“Edcamp changed my life. Happy to help. Rock on. “ ~Daniel Scibienski

As the president prepares to update our nation on critical issues with his State of the Union address, I wanted to provide the Edcamp community with a brief State of the Edcamp address. Thanks to YOUR hard work, Edcampers, the face of professional development for educators is changing. Be proud. (Have no idea what Edcamp is? Learn more here.)

Unbridled growth

If you follow the Edcamp hashtag on Twitter or regularly visit the Edcamp Wiki, then you know that Edcamps have been exploding across the globe. Consider these stats:

  • 2010: 8 Edcamps
  • 2011: 51 Edcamps
  • 2012: 127 Edcamps

In short, Edcamps are growing, and they are growing fast! The Edcamp Wiki has more than 800 members, and hundreds of thousands of tweets have been posted with #edcamp appended to them. Even more Edcamps are projected for 2013!

Adapting to audience needs

Edcamps are adapting to teacher needs. Spinoffs such as Edcamp Social Studies, Edcamp Leadership, and Padcamp have popped up. These events are helping teachers build professional learning communities in a whole new way. Teachers are igniting their passions and sharing their expertise through targeted collaboration.

Talking about more than tech

In the past two years, conversations at Edcamps have grown in sophistication and content. Often, sessions include all kinds of topics in education. The learning that happens at an Edcamp is much broader than tech tools and educational technology. Consider these sessions from recent Edcamp events:

  • Engagement, Respect, and Reciprocity in Public/Private School Partnerships by Chris Thinnes at Edcamp LA 2013 (@curtisCFEE)
  • We Taught 6th Graders Quantum Physics with Dance by Miller Rothlein at Edcamp Philly 2012 (@MiroDance)
  • How to Address Privacy and One’s Digital DNA by Nancy Sharoff and Beth Knittle at Edcamp Boston 2012 (@nsharoff and @bknittle)

Getting kids involved

Edcamp organizers see the value of having kids involved in the Edcamp experience. Not only are students presenting and learning alongside teachers at many Edcamps, but students also are actually running the events in some cases! Tim Bedley recently ran the first Edcamp for students. As part of a blog reflection after the experience, one of Tim’s fourth-grade students said, “If there was more time to Edcamp, then it would probably be the best time of my life.”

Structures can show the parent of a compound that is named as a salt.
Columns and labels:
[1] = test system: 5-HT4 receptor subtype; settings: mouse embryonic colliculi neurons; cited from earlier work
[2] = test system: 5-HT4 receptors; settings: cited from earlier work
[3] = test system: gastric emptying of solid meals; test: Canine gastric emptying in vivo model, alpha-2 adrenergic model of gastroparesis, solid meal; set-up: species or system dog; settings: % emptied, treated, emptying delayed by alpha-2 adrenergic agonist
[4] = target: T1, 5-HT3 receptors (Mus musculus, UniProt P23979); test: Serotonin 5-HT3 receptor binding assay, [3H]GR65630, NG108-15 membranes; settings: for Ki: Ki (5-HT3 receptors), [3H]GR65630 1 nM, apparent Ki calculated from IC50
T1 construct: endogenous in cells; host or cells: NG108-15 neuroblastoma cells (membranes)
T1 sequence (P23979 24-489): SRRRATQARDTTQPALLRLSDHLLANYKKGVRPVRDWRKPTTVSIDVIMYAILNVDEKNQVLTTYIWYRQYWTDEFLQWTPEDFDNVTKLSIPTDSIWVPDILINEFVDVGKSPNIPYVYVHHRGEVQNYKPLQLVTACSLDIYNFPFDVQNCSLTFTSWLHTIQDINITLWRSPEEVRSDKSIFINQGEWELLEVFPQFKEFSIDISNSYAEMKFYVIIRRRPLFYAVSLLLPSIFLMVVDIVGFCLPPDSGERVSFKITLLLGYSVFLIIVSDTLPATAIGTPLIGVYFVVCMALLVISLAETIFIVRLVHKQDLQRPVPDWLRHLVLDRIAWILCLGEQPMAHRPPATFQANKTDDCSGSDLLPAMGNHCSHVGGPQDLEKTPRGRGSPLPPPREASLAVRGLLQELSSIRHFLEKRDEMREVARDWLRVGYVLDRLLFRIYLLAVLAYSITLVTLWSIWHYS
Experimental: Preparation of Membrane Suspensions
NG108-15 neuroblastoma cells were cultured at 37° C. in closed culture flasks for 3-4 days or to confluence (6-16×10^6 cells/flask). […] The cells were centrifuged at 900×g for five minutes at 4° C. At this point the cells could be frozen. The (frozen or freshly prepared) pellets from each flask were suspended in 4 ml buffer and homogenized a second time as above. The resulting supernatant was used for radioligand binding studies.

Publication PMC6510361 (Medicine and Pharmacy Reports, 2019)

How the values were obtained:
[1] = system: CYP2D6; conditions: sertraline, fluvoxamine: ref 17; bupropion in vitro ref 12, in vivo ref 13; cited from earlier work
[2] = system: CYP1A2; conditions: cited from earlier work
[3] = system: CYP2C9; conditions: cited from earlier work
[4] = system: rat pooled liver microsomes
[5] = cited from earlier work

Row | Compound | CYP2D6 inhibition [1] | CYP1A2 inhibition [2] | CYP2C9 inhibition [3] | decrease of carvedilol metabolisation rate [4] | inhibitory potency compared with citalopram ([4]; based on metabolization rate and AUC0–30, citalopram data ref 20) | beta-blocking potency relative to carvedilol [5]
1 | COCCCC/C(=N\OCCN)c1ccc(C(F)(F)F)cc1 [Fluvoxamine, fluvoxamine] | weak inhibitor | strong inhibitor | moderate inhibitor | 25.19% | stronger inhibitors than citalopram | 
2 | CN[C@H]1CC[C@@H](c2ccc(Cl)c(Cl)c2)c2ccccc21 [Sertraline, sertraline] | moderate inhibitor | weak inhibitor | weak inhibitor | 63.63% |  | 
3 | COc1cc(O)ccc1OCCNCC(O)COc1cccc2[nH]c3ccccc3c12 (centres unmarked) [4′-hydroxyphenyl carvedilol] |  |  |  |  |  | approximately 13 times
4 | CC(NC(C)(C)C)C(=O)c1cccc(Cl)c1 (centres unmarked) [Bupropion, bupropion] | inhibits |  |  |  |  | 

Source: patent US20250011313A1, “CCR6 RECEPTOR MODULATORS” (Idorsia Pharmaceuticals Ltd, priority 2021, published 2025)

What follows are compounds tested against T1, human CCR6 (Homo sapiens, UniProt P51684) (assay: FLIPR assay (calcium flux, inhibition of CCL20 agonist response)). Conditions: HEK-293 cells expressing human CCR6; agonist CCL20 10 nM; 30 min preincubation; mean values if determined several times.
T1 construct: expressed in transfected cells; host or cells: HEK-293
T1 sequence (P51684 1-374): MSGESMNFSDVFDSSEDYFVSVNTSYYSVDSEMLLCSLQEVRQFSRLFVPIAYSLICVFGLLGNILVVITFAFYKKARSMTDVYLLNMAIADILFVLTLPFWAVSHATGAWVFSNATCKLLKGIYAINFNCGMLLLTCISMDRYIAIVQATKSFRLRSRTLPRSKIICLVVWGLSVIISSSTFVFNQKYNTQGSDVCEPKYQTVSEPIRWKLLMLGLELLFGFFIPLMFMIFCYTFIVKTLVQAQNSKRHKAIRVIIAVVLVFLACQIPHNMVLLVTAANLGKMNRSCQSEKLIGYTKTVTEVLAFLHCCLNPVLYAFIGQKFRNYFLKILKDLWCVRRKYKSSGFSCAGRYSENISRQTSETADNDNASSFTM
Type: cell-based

Supporting organizers and generous sponsors

Edcamps can’t happen without the amazing people who organize Edcamp events and support the Edcamp movement. Edcamp organizers across the globe have started to connect via social media to refine and expand events. For example, Iowa and Chile both have multisite events coming up this year! And since ANYONE (even you!) can be an Edcamp organizer, the group of organizers is incredibly diverse and brilliant!

Furthermore, generous donors such as Smartbrief and Evernote have helped fund the Edcamp Minigrant Program, which helps ensure that Edcamps remain free and open. Other sponsors, such as Flocabulary and Edutopia, have generously provided free goodies to many Edcamps as well. (Flocabulary even made us our very own rap theme song called “It’s the Edcamp.”)

Edcamp is a group effort and we ALL made it happen.

Moving forward

The Edcamp Foundation is in the process of gaining offical 501(c)3 status, and hopes to innovate lots of ways to help the Edcamp movement grow. But really, the future of Edcamp will be determined by the Edcampers. It’s up to you to determine how Edcamps will grow and flourish. Let’s reclaim PD together.

Inspired to attend an Edcamp? Check the full calendar of events.

Have an Edcamp story to share? Leave it in the comments!

Kristen Swanson (@kristenswanson) is a learner, leader and teacher. She is a consultant for Authentic Education and an Edcamp organizer. Swanson is also a Google Certified Teacher, a Twitter teacher and an Edublog Award nominee.

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